Multiple Chemical Sensitivity

Problems with the Federal Interagency Workgroup's Draft Report on MCS


Problems With the Federal Interagency Workgroup's Draft Report on MCS
Presented by Albert Donnay to the American Academy of Environmental Medicine Annual Meeting in Baltimore, 7 November 1998

  1. None of the 8 agencies in the Interagency Workgroup report their current or past funding for MCS research, except the Agency for Toxic Substances and Disease Registry, which acknowledges only $250,000 appropriated by Congress in 1993.
  2. The Environmental Protection Agency omits a 1996 staff report that found MCS was the most commonly reported chronic effect of chlorpyrifos poisoning (in 58% of cases) and another that found 1/3 of the Library of Congress staff in each of three buildings complained of MCS.
  3. The Department of Veterans Affairs describes several research projects underway but gives none of their results. These include a finding of 36% with MCS in the self-selected Gulf War Registry and 15% with chemical sensitivity in a random nationwide survey of all deployed veterans compared to 5% of the non-deployed.
  4. The Centers for Disease Control & Prevention denies even doing any MCS research, but its latest paper on Gulf War veterans appeared in JAMA less than a month later reporting chemical sensitivity in 5% of still active duty Air Force in Pennsylvania who were deployed to the Persian Gulf compared to 2% of the non-deployed, replicating still unpublished findings of an earlier CDC study of active duty and reserves in Iowa that found 5.4% MCS among the deployed compared to 2.6% of the non-deployed. Although the Department of Defense collaborated in both these studies, it does not mention either one or any other MCS data it has collected.
  5. The National Institute of Occupational Safety and Health also does not mention funding any MCS research, yet at least 3 studies it funded are discussed elsewhere in the draft report (Davidoff and Fogarty 1994, Davidoff and Keyl 1996, and Nethercott et al 1993).
  6. National Institute of Environmental Health Sciences reports sponsoring workshops on MCS at Rutgers University in 1995 and 1996 and lists the recommendations of each but only one was actually held (in 1995). It mentions funding MCS research but does not identify a single study.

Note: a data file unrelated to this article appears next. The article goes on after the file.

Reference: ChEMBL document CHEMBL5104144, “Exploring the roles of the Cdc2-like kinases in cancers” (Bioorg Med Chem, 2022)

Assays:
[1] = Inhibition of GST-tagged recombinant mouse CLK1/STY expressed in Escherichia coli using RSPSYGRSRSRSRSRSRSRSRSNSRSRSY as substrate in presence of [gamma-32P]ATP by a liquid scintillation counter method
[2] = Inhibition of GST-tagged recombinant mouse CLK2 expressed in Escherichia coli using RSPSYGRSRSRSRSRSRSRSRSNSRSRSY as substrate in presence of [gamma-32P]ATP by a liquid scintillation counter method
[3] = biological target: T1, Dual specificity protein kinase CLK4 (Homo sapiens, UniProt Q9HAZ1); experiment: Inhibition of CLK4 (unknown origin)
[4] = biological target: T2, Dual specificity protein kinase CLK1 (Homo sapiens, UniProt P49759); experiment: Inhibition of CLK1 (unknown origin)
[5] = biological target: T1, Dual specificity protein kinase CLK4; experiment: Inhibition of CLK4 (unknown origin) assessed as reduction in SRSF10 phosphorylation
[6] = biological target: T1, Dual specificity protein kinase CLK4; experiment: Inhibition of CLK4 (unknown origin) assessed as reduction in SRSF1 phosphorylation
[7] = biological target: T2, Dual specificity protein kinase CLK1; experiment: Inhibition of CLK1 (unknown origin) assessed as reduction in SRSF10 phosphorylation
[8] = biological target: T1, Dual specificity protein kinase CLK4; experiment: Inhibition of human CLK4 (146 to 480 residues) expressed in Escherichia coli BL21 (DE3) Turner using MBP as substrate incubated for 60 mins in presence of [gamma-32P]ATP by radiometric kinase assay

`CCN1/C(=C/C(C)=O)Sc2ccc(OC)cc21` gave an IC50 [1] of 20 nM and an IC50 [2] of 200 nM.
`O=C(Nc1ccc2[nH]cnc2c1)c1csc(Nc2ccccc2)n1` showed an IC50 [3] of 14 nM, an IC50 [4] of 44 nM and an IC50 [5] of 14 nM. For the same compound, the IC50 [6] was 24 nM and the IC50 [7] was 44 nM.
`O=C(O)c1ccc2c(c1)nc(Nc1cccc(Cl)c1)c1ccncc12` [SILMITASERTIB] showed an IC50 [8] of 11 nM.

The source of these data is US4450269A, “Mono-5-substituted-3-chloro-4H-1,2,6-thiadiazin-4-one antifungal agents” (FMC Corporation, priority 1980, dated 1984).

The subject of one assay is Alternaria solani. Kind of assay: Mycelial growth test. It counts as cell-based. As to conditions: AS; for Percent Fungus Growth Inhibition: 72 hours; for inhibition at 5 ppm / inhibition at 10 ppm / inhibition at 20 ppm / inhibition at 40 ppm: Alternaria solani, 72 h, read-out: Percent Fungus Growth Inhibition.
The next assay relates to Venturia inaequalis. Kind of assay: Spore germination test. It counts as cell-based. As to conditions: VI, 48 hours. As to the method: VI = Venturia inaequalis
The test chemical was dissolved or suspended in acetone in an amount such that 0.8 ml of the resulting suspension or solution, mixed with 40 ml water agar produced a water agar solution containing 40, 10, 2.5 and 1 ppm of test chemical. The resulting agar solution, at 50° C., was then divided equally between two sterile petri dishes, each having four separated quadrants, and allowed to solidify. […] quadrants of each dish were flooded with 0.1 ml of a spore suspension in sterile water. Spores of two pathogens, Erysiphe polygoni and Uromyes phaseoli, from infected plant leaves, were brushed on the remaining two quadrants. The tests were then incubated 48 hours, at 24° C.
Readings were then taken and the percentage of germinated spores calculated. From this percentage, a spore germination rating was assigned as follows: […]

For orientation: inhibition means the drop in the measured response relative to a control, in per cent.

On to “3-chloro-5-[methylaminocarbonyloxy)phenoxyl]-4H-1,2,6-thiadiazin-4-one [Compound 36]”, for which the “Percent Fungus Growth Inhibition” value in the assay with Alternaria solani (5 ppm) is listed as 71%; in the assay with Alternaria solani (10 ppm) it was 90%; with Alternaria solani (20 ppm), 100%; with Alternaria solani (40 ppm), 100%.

7. Department of Energy reports "informal sampling" of its medical clinic directors about MCS but gives no information on when this was done, how or what results were obtained.
  8. Although supposed to include all agencies involved in MCS research, the Interagency Workgroup did not include the National Institute on Deafness and Other Communication Disorders whose Chemical Senses Branch spends millions annually on "chemosensory" research ($29 million in FY1997). It funded the 1994 discovery that carbon monoxide (CO) acts as a neurotransmitter in mature olfactory neurons, controlling sensitization & habituation. CO also plays key role in vision, memory, GI tone and blood vessel tone, all of which are commonly abnormal in MCS patients.
  9. These errors and omissions suggest a deliberate effort to cover-up the significant MCS research already funded by federal agencies. The credibility of the Workgroup and this report are also undermined by their failure to disclose that the first draft was actually written by a board member of the chemical industry's Environmental Sensitivities Research Institute, Dr. Frank Mitchell, who is listed on the last page only as a "consultant" without disclosure of either his ESRI affiliation or his funding: a Postgraduate Research Program grant from ATSDR for which he--as a recently retired ATSDR employee--may not have been eligible. In response to a formal complaint about this filed by MCS Referral & Resources, the Workgroup's hiring of Dr. Mitchell is now the subject of a US Government Accounting Office investigation.

The report is available free for public comment until Dec.15, 1998, by calling 1-800-447-1544
It also is available on-line for electronic comment at


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Last Modified: 11/8/98